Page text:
Communications Minister Stella Ndabeni-Abrahams says government would not be able to work alone in preparing and ensuring that the country would be successful in the Fourth Industrial Revolution(4IR). FILE PHOTO: Phando Jikelo/African News Agency(ANA)
CAPE TOWN -  South Africans could soon access educational content online via a US online education platform, according to  Communications  Minister Stella Ndabeni-Abrahams. 

The Minister was speaking on day 1 of AfricaCom during a panel discussion on Fourth Industrial Revolution and Human Capital Development for Africa. Coursera is an American online learning platform founded by Stanford professors Andrew Ng and Daphne Koller that offers massive open online courses (MOOC), specializations, and degrees. 

Coursera works with universities and other organizations to offer online courses, specializations, and degrees in a variety of subjects, such as engineering, humanities, medicine, biology, social sciences, mathematics, business, computer science, digital marketing, data science, and others. As of June 2018, Coursera had more than 33 million registered users and more than 2,400 courses. 

As of August 2019 the number of course offerings was 3,600. In 2013, Coursera signed an agreement  for collaborationwith the World Bank. The collaboration was aimed at helping to  meet the demand for solutions-oriented learning on pressing issues in targeted countries.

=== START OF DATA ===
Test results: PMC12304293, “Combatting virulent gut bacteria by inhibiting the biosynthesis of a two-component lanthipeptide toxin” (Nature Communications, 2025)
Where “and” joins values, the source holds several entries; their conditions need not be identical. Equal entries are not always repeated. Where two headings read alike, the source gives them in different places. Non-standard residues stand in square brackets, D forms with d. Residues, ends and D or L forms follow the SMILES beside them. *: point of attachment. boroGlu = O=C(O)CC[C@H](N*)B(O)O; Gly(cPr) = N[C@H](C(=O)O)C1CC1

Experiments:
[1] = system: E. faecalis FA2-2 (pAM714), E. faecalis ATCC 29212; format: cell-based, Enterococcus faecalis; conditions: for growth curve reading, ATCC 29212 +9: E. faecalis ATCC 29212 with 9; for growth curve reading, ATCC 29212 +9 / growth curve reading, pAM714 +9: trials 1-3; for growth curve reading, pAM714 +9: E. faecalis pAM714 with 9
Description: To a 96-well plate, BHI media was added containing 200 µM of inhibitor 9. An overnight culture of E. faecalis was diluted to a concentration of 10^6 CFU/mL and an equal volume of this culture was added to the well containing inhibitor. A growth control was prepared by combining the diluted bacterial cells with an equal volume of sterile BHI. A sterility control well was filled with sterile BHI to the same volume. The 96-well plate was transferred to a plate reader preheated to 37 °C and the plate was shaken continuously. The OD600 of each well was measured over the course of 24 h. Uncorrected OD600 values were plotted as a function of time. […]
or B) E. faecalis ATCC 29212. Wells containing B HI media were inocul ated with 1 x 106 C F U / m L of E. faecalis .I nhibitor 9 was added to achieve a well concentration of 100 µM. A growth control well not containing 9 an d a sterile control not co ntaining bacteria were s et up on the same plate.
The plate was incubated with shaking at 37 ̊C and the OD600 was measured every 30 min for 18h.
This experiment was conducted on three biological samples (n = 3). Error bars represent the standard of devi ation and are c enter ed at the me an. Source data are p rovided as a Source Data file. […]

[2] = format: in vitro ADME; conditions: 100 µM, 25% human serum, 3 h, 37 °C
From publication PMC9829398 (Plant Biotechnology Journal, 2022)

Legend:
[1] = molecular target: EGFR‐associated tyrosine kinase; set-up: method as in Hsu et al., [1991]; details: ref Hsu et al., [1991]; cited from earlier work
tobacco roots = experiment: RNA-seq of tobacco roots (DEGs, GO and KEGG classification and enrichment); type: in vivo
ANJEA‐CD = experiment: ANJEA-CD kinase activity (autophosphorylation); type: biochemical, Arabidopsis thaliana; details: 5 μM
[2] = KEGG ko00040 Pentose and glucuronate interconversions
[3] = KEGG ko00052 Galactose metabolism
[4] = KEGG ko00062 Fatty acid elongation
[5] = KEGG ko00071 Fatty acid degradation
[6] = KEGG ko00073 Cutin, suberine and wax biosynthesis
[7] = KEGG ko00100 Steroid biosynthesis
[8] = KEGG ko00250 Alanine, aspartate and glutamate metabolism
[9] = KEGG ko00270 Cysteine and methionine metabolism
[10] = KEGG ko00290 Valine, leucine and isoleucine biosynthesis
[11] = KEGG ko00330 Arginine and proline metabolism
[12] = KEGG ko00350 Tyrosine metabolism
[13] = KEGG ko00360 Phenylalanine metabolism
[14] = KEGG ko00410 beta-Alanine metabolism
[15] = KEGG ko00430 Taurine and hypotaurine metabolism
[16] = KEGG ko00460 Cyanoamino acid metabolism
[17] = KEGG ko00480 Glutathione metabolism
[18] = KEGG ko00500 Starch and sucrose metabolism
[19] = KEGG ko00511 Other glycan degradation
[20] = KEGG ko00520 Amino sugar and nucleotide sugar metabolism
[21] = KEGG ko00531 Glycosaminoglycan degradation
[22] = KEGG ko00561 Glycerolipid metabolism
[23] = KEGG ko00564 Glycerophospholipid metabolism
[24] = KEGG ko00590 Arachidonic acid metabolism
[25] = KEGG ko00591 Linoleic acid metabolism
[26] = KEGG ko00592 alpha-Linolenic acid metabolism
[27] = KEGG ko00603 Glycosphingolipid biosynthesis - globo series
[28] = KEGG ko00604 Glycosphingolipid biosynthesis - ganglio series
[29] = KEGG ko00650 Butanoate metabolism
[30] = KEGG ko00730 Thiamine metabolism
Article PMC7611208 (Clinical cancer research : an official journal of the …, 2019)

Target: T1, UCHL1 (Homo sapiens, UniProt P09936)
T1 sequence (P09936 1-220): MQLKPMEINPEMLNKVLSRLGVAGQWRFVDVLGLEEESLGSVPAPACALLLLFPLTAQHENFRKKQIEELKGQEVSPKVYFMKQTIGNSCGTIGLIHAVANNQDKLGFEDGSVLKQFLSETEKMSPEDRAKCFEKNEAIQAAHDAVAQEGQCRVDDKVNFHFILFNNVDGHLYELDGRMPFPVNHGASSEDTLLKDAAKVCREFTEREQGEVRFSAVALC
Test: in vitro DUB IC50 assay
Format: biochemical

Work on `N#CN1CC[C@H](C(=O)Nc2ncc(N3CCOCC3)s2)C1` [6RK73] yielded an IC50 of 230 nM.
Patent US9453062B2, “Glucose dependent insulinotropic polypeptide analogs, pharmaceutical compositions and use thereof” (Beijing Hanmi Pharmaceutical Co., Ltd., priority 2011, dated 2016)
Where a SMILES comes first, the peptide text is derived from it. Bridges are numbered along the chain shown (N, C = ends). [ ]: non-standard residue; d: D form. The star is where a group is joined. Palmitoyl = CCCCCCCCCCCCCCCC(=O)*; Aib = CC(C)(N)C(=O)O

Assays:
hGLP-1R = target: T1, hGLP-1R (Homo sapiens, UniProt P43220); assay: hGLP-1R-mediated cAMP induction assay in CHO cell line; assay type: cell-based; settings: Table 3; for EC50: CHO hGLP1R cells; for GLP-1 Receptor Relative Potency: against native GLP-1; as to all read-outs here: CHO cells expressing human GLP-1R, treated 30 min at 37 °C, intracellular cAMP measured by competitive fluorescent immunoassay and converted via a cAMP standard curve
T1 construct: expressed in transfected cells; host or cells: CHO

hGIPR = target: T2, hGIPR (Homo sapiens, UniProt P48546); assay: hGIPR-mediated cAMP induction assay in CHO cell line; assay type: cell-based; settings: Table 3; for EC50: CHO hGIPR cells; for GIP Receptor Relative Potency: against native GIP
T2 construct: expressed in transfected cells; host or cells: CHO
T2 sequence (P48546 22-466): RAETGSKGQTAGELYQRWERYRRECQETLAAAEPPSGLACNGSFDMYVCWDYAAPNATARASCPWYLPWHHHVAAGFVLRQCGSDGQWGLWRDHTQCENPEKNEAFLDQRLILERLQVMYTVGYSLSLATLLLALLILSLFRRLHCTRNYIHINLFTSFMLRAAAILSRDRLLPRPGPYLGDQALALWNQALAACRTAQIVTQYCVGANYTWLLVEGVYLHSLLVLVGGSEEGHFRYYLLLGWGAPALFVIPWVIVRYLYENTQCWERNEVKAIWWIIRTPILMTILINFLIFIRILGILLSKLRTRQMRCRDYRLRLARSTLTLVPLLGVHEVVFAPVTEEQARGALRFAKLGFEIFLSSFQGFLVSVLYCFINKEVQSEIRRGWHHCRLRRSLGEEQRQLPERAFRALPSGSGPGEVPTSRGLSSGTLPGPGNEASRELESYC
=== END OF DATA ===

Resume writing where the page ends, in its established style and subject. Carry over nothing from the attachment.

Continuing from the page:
The courses were planned to be offered as part of a new Open Learning Campus being built by the World Bank, “where practitioners, development partners and the general public could more systematically access real-time, relevant and world-class learning. This could be one of the reasons behind the plan by the South African government. During an interview with Business Report the Minister indicated that Coursera will form part of other online learning platforms that will be used by the government to enable South Africans to have access to skills. 

The tenth edition of the South African ICT Skills Survey carried out by the Joburg Centre for Software Engineering (JCSE) at Wits University and the Institute of Information Technology Professionals South Africa (IITPSA)  found that the Fourth Industrial Revolution has not yet had a significant impact on the South African ICT skills landscape. The survey found that almost all enterprises and all practitioners felt a need for more upskilling to meet the needs of the new era of digitalization.

Minister Ndabeni-Abrahams indicated that South Africa will soon sign an agreement with Coursera to enable South Africans to access this global learning content material. Asked about the reason for choosing Coursera amongst other online learning providers the Minister indicated that the US online learning platform has more content that is not available on other platforms. 

In 2015, the University of Cape Town became the first African university partner with Coursera to provide learning content.. Panel discussion participants on Fourth Industrial Revolution on human development included Dr Sibongiseni Tunzelana-Thotsejane who serves on the Presidential Commission on Fourth Industrial Revolution.
 
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